New gTLDs to launch at the end of May 2011

Wednesday, November 3rd, 2010

The ICANN Board has resolved to launch the new gTLD process at the end of May 2011. What are the milestones to look out for and what do you need to do by when?

Countdown to the New gTLDs

At its Meeting on 28 October 2010, the ICANN Board passed a resolution in relation to the New gTLDs instructing the staff “to adopt as a working plan the Launch Scenario with launch date of Q2 2011”. The Board then referred to the following graphic which can be viewed at

What does this mean for brand owners? Here is our interpretation of the ICANN countdown. Note that where ICANN has named an exact day such as 9 November 2010 for the publication of the Proposed Final Applicant Guidebook, our experience of working with ICANN shows that this should be regarded as a target.

November 2010: Publication of “Proposed Applicant Guidebook” for 30 days of comment.

December 2010: ICANN Open Meeting, Cartagena, Colombia where the Proposed Applicant Guidebook will be discussed before the Board directs the staff to implement final changes.

January 2011: Publication of Applicant Guidebook and the launch of the New gTLD communications plan launched.

March 2011: ICANN Open Meeting, San Francisco, California: It might be that ICANN will announce who it is appointing to undertake Evaluations and to operate the Clearinghouse at this time.

End of May or early June 2011: New gTLD application period opens. This is when you will need to submit your applications or to monitor who is applying for which terms so that you can mount an objection if necessary.

With the fastest route to delegation being just eight months, expect new gTLDs to go live from Spring/early Summer 2012.

With the current Board Chairman Peter Dengate Thrush due to retire by rotation at the June 2011 ICANN Open Meeting, this timetable delivers him the opportunity to leave on what he will regard as a high note as the architect who delivered the expansion of the gTLD name space.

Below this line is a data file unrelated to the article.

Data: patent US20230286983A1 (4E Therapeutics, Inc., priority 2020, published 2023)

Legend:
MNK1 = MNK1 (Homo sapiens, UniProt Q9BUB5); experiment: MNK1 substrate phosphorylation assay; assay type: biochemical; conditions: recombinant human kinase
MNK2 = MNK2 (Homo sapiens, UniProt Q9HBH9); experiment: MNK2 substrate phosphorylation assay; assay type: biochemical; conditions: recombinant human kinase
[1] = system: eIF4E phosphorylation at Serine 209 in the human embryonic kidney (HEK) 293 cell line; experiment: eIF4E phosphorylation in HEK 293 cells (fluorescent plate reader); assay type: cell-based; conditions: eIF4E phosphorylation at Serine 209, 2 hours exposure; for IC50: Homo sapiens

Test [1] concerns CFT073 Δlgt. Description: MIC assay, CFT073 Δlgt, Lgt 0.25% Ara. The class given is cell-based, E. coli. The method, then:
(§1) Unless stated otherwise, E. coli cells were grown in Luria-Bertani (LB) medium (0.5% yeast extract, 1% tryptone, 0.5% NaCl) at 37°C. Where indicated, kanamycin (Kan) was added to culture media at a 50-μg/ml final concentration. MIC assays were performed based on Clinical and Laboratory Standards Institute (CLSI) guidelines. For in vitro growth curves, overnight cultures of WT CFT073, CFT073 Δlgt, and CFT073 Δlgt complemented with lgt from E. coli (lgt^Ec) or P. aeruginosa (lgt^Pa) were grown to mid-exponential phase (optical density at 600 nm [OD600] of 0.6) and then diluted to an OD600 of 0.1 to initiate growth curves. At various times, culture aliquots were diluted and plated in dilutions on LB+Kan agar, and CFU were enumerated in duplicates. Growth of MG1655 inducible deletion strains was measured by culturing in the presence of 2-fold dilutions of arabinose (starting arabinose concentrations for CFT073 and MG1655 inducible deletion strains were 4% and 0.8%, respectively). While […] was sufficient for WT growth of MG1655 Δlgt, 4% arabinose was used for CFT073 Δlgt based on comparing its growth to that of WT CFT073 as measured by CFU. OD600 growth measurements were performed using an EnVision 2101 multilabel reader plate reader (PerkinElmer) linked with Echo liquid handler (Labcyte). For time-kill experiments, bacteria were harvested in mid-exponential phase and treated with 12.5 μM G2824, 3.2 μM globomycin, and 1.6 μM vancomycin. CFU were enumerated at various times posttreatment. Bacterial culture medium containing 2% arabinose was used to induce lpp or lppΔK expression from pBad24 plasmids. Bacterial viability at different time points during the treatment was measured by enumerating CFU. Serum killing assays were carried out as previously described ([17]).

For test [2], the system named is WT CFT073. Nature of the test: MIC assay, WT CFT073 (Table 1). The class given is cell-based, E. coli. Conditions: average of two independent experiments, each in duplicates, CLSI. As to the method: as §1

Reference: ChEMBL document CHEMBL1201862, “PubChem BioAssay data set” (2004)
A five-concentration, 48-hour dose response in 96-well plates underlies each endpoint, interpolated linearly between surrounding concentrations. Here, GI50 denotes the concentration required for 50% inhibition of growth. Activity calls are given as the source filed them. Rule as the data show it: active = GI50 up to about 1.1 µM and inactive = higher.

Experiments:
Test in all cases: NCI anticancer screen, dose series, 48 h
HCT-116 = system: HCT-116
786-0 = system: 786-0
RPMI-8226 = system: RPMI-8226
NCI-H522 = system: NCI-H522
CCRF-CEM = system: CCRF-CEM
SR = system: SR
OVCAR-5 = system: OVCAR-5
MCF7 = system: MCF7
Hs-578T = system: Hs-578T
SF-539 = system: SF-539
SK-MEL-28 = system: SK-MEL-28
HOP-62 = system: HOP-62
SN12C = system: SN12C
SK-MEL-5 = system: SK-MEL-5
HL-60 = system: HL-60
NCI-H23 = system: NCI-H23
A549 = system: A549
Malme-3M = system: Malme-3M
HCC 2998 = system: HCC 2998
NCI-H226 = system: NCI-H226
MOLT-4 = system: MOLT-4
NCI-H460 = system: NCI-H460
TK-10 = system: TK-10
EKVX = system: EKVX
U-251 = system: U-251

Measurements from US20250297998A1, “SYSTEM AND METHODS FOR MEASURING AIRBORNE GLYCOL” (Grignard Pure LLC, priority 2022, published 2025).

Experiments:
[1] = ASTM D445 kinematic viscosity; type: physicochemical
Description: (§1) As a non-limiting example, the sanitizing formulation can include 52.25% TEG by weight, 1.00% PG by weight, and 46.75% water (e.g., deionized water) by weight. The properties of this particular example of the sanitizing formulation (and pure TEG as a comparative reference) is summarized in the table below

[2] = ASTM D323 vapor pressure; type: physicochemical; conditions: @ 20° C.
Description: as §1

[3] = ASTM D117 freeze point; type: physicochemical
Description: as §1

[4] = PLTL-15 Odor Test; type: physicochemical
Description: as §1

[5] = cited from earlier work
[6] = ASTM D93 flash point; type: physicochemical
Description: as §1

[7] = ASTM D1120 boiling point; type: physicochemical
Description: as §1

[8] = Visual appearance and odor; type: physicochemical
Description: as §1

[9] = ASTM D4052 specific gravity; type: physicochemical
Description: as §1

Below is our version of the new gTLD timeline.

New gTLD seminars

Thursday, August 26th, 2010

Helping brand owners to decide whether to apply or not.

Topic: the ICANN new gTLD opportunity

Date: September 16th and 17th 2010

Venue: The Hospital Club, Covent Garden, London

The seminar will help brand owners explore reasons to apply, whether benefits outweigh the costs, and to understand the changes the new gTLD process will bring to the business of domain name management.

10:45 Coffee & welcome

11:00:  Overview of the new gTLD process

  • Introduction to the new gTLD process
  • How the internet will change
  • Why brand owners are considering applying
  • What does running a domain registry involve and how will this impact on your resources?
  • Timing
  • Costs

12:00: To apply or not to apply?

  • What factors should you take into account as you decide to apply or not?
  • Who should you involve in the decision?
  • What does the application process involve?
  • How could your application be challenged and how do you defend it?

12:45: Light lunch and discussion

13:30:  Demonstration of New gTLD software
If you can imagine that the seminar room is the world, then we will build for you a new gTLD registry for an imaginary brand of your choosing before your eyes. You can select the parameters – which terms to block or reserve, how you want the whois to be configured, the reports that you want. The purpose of this demonstration is to demonstrate what running a registry involves and how policy decisions can impact upon your marketing.

14:30:  Managing domain portfolios in the age of new gTLDs